Jan 212012

It rained hard most of Thursday night and I expected yesterday to be a washout, literally. As it turns out, even though there was a heavy overcast most of the day, it was warm. Warm and humid, to be exact. But since we are leaving tomorrow, we wanted to do a little bit of sightseeing while we could.

We’ve visited this area several times over the years and have noticed the signs for the Holmes Medical Museum in Foley before, but never took the time to stop. I’m glad we finally did.


Housed in what was Baldwin County’s first hospital, which occupied the second floor of a building over Crosby’s Drugs, the museum has an interesting collection of early day medical equipment, including everything from gruesome looking scalpels and forceps, to an operating table that made me hurt just to look at it.



One room had a collection of medical quackery devices, including this gizmo, which was supposed to reduce the size of waists, hips, abdomens,and thighs at home.


This was used to reduce varicose veins.


And this was used for electroshock therapy. That gives new meaning to frying your brain!


And what’s a hospital without bedpans? They had quite a collection on display.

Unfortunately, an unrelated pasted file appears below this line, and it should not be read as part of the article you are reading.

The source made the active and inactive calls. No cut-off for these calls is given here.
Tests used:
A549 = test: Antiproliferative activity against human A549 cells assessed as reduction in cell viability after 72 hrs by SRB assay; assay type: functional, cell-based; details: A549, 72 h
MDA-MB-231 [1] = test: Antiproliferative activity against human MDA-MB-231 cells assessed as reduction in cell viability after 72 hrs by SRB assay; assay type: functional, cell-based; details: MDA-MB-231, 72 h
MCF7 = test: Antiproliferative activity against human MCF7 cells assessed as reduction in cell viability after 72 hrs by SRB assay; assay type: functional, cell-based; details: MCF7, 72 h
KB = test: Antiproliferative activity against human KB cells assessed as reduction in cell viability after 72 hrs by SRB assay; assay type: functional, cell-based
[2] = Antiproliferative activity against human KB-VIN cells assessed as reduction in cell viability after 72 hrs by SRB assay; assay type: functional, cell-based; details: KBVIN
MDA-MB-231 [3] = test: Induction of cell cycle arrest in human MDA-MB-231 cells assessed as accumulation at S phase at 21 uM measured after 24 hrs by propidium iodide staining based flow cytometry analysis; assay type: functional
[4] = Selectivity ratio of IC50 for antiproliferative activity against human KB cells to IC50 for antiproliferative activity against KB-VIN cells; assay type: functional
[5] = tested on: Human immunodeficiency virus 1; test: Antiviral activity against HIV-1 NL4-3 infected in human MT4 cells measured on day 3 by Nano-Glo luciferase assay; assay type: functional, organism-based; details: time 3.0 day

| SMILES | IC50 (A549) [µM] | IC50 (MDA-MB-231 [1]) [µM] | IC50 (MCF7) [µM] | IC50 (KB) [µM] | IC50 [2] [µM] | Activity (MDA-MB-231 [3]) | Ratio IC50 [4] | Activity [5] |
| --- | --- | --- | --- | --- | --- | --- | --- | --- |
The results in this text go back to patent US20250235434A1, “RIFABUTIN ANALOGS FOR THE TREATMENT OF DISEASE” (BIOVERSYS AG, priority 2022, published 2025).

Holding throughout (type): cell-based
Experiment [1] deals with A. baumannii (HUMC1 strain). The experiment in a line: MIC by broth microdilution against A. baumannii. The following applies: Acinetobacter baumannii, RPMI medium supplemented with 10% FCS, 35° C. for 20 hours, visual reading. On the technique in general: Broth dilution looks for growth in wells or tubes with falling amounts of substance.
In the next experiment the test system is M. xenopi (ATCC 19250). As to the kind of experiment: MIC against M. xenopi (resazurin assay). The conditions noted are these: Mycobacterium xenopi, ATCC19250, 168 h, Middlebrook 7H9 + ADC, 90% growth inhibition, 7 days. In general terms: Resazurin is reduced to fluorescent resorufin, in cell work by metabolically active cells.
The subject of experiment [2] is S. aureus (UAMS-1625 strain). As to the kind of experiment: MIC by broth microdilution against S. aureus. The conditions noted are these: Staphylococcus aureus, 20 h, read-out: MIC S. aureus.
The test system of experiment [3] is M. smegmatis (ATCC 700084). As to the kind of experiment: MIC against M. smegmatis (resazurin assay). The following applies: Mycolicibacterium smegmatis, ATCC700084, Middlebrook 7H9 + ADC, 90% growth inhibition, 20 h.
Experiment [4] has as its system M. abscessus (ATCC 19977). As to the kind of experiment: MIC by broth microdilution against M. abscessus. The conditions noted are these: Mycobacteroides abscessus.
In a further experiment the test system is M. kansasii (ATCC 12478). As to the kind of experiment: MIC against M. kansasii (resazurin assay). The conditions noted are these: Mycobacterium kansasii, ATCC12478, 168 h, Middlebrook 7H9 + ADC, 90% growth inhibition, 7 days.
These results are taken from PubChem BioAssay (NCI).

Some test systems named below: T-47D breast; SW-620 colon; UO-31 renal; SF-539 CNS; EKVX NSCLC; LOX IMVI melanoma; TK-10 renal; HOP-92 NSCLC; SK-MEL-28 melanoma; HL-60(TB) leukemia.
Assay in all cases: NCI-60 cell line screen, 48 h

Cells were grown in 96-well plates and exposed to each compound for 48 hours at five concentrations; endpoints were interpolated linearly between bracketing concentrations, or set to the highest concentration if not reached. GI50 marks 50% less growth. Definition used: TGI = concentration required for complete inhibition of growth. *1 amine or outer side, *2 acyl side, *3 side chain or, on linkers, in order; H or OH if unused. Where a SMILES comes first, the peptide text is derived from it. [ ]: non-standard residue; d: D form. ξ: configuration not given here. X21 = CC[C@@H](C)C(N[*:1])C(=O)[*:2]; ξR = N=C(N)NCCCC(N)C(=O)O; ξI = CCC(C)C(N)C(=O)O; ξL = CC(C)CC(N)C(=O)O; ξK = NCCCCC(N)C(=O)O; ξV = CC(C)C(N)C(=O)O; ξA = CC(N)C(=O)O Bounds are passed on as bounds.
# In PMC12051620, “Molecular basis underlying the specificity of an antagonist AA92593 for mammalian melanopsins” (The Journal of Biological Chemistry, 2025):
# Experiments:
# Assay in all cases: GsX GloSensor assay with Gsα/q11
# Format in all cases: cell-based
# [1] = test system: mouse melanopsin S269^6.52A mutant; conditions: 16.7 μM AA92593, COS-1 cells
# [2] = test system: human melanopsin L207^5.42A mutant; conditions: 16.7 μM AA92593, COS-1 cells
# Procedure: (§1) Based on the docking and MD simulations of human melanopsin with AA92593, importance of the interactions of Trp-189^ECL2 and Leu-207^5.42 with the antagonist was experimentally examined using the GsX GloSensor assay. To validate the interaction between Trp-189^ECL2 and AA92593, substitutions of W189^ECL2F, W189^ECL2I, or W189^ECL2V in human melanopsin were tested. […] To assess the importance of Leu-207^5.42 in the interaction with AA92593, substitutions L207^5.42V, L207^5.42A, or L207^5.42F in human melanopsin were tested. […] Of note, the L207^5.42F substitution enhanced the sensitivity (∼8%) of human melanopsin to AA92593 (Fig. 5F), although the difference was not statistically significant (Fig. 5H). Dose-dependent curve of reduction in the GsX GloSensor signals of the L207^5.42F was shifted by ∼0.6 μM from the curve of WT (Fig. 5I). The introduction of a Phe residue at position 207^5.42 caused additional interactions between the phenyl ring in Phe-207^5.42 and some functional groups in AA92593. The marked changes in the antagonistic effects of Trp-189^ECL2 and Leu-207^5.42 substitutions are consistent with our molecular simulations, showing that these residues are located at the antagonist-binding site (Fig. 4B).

We had a personal  interest in visiting the museum, my good friend Greg White’s mother was a nurse at the hospital in about 1950, and Greg had his tonsils out here when he was a youngster. I wonder if they used that electroshock machine on Greg while he was here? That would explain a lot. 🙂

After we toured the free museum, we drove down to Gulf Shores to check out the beach. There were only a few people out enjoying the day, and the weird light made it difficult to take pictures, but Terry got a few, including a surfer trying to catch a wave.

Beach chairs

Gulf Shores beach 2


Terry and I both have an affinity for the beach, any beach, but between the stiff wind and the misty overcast yesterday, we didn’t stay long. Besides, there wasn’t a bikini in sight. 🙁

We stopped at LuLu’s, a restaurant owned by singer/songwriter Jimmy Buffett’s sister, and checked out this bell, which was recovered from the wreck of the Amstel, a 250 foot sailing ship which wrecked on a sandbar at the entrance to Mobile Bay in 1861, while serving as a Civil War blockade runner. The old bell was cleaned up and is on display at the entrance to the restaurant.